Sir Pita Sharples backs initiative to get more Māori and Pacific people into trades

Sir Pita Sharples is throwing his weight behind a new initiative to get more young Māori and Pacific people into the trades.

He will be joined by Samuelu Sefuiva as ‘champions’ of the Auckland Māori and Pasifika Trades Training (MPTT Auckland) initiative launched in February this year to meet an expected boom in the building and construction industry.

Project Manager Kirk Sargent says he is thrilled, “Both Sir Pita and Sam are men of huge mana and experience, which means they’re in a strong position to command the respect needed to bring CEO-level, cross-sector leaders together."

Sargent says MPTT is not just about recruiting young Māori and Pacific people for free trades training – it’s also about bringing the industry on board with their training as well.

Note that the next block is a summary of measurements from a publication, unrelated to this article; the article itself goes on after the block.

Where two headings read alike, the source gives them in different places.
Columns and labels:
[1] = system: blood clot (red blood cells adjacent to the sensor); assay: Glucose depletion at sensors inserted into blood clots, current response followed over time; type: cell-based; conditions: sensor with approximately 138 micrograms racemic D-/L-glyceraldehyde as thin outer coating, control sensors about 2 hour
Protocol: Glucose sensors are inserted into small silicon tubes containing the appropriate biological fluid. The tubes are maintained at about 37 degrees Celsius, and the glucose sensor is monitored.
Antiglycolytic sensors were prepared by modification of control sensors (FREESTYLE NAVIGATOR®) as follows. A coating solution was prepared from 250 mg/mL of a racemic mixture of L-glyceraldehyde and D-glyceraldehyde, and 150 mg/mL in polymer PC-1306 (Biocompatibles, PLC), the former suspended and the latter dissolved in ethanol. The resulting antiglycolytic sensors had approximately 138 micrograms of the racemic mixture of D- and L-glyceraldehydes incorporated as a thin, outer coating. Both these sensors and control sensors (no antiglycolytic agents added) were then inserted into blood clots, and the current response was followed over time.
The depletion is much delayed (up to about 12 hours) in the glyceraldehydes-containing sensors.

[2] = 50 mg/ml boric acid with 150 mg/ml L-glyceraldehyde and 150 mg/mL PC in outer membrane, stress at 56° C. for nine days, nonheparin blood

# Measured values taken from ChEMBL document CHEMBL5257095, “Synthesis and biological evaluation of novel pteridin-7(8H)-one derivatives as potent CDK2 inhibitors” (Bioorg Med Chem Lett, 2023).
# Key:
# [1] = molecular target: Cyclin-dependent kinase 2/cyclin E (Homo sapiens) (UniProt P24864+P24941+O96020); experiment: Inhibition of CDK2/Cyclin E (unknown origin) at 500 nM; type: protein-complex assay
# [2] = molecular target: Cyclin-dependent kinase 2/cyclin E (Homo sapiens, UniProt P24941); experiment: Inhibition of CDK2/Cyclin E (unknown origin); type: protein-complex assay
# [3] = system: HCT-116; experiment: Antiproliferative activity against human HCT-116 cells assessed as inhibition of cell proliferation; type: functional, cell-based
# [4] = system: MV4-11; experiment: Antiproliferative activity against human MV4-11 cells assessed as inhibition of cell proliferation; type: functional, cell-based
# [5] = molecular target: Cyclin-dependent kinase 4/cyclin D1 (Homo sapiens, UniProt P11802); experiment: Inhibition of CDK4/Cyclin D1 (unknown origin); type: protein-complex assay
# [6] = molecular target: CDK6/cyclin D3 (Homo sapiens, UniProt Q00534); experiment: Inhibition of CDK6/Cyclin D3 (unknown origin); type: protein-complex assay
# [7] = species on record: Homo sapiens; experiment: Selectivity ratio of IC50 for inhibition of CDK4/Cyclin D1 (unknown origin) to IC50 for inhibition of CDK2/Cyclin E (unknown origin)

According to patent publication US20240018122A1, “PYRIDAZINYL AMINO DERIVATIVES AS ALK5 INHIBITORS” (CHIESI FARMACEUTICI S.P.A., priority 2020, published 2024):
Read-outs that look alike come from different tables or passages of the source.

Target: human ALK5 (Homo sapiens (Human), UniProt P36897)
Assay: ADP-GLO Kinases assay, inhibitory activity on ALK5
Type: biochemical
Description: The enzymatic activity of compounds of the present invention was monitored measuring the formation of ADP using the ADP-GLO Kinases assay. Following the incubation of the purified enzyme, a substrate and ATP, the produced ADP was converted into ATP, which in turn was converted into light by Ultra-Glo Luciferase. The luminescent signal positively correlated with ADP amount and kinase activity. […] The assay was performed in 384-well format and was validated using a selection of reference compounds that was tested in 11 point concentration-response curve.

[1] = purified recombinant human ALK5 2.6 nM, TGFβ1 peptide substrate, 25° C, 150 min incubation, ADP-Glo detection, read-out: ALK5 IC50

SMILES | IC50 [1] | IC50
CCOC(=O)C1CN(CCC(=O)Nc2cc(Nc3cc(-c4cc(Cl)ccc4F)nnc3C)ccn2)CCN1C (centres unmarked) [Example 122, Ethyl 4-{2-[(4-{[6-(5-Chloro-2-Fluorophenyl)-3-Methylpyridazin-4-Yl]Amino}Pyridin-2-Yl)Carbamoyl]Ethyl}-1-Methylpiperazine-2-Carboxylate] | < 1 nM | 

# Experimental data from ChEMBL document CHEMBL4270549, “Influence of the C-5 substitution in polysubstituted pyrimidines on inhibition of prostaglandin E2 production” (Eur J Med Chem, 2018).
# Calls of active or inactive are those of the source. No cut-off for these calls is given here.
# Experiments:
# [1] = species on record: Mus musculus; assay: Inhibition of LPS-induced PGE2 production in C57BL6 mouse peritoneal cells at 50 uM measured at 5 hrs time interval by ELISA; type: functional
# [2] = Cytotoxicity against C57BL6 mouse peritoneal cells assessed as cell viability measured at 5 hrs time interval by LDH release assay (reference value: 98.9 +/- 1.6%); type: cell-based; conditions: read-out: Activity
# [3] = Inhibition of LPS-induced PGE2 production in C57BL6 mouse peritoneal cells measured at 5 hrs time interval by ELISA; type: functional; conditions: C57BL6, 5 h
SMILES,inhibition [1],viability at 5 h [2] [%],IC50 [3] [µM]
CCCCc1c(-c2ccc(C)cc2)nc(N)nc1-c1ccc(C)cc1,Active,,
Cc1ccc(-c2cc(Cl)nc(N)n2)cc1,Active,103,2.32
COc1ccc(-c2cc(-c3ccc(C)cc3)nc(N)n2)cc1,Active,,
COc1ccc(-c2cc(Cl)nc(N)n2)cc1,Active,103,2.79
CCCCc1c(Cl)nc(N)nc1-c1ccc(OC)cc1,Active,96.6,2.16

“It’s vital that we have the support of employers so our young people have easy access to employment once they’ve been trained.

Sir Pita and Sam are expected to work to raise the profile of MPTT Auckland and share its benefits with industry leaders.

Sir Pita, former co-leader of the Māori Party, says now is an ideal time for young Māori to be preparing for a career in the trades.

“We’re short of good people in the trades and there’s going to be a marvellous opportunity here in Auckland due to the expected housing explosion.

“This is an exciting venture and I’m really looking forward to being part of it.”

He says similar trade training schemes promoted by the Department of Māori Affairs until the 1970s were hugely successful.

“What amazes me is how many of the Maori (and Pasifika) who went through those schemes are still in the trades, some of them with large staff. I know we can repeat that now.”

The Government is investing $43 million towards helping Māori and Pasifika trades training initiatives across New Zealand, and that's how MPTT is funded.

The initiative involves polytechnics, industry training organisations, community, public organisations, interests, and industry working together to help young Māori and Pacific people gain skilled employment.